By John E. McIntyre
The Baltimore Sun
11:40 AM EDT, June 17, 2013
Some people read military history for the technical details--why General X failed to match Hanibal's pincer movement at Cannae. Others, like me, dip into it to see how individuals and societies respond to circumstances of immense stress.
Victor Davis Hanson explores these larger dimensions of wars in The Savior Generals (Bloomsbury Press, 305 pages, $28). He takes five commanders from classical antiquity to today to explore how they went into losing wars and salvaged the situation. In each of these case studies he looks well beyond the battlefield.
Themistocles, who saved Athens at the battle of Salamis, is his first example. The tactics, luring the Persian ships into confined quarters where the more mobile Greek triremes had the advantage, get attention, but Mr. Hanson looks at the larger political and social significance of Themistocles' actions. Shifting Greek military strength from infantry to ships diluted the power of the landowners who supplied the hoplites and increased the power of the citizens who served as rowers. Mr. Hanson argues that this was Themistocles' larger political purpose to reshape Athenian society.
Justinian's great general Belisarius achieved victory after victory in the sixth century with cobbled-together forces, but he was hampered by Justinian's jealousy and by palace intrigue. And further, the great plague that depopulated Byzantium deprived both emperor and general of the resources to hold on to their military gains. The victories of Belisarius are thus seen in a long arc of decline, the repeated holding actions until Byzantium fell to the Turks in 1452.
In 1864, Abraham Lincoln was deeply apprehensive of failing to gain re-election to the presidency. His chief general, Ulysses Grant, had engaged in battles such as Cold Harbor whose immense casualties sickened the North without appreciably making progress against the Confederacy. Farther west, William Tecumseh Sherman's dance through Georgia with Joseph Johnston accomplished two things, Mr. Hanson argues: He avoided the kind of major set battle with tremendous casualties that would have strengthened anti-war sentiment in the North, and he took Atlanta, giving Lincoln a timely victory.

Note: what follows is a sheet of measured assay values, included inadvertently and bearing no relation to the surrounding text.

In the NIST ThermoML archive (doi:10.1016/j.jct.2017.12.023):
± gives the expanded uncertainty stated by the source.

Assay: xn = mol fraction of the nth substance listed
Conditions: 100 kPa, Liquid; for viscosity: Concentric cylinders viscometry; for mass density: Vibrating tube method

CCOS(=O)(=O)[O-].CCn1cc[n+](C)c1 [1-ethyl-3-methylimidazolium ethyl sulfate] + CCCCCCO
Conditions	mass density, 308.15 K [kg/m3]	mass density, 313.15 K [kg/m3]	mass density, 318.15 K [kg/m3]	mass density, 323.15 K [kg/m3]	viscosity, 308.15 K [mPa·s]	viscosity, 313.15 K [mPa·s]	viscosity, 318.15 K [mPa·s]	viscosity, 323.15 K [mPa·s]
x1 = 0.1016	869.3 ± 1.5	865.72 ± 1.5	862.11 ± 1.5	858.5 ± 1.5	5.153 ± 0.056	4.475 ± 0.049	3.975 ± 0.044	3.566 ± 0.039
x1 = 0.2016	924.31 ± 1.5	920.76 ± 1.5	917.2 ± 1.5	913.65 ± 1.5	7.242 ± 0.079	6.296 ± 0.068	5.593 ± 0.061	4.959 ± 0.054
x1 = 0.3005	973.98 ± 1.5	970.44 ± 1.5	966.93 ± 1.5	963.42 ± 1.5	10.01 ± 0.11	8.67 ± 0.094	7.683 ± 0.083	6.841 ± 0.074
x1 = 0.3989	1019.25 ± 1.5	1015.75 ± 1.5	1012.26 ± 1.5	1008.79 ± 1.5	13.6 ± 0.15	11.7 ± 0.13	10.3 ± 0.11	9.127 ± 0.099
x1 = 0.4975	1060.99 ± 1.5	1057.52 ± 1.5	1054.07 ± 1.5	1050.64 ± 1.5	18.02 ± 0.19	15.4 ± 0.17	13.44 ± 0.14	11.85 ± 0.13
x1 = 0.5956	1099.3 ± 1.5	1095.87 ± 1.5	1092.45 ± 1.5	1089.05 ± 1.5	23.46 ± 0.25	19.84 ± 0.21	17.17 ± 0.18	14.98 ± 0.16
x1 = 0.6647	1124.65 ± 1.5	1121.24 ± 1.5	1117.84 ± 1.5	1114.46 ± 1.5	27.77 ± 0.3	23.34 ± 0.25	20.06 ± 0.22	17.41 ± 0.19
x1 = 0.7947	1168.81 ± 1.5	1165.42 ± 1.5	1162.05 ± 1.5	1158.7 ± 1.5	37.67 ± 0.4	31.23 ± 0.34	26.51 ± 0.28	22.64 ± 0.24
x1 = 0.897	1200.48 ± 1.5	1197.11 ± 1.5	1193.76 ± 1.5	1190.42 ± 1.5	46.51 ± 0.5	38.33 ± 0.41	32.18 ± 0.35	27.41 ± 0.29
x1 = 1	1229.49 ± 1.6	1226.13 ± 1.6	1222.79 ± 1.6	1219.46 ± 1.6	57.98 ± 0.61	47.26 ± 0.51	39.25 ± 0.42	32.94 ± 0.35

When Douglas MacArthur's ill-judged "march to the Yalu" collapsed under a massive Chinese attack in the winter of 1950-1951, Matthew Ridgway was sent in. He promptly worked at restoring morale, in part by insisting that the troops be better supplied, evaluated and dealt with the deficiencies among commanding officers, and allowed the Chinese to advance and overextend their supply lines before counterattacking. He was also sensitive to the political climate, the tension between MacArthur and President Truman, and by the readiness of various groups in Washington to start a "who lost Korea?" uproar. Moreover, Mr. Hanson argues, Ridgway understood better than MacArthur and others how a limited war could be waged.
Though I lack the standing to contradict the Martin and Illie Anderson Senior Fellow in Residence in Classics and Military History at the Hoover Institution, I have to say that I am not fully persuaded by Mr. Hanson's inclusion of General David Petraeus's counterinsurgency strategy and the "surge" in Iraq in his distinguished roster of savior generals. Of course, he points out that he is writing about savior generals, officers who took a nearly hopeless situation and salvaged it, rather than victorious generals, who fulfilled longer-term aims. But it sounds a little like special pleading when he laments that so much attention was paid to Saddam Hussein's non-existent weapons of mass destruction, including by the Bush administration, when the United Nations resolutions authorizing military action included more solid grounds. And I think he might have been less hard on Democrats in Congress who objected to the surge if he had conceded that their having been led to vote for a war on unfounded premises might have left them reasonably skeptical.
These quibbles aside, Mr. Hanson has wrtten an engaging book in which the action on the battlefield is placed within a larger perspective of the politics and the societies that go to war, and the qualities of the generals who fight those battles.
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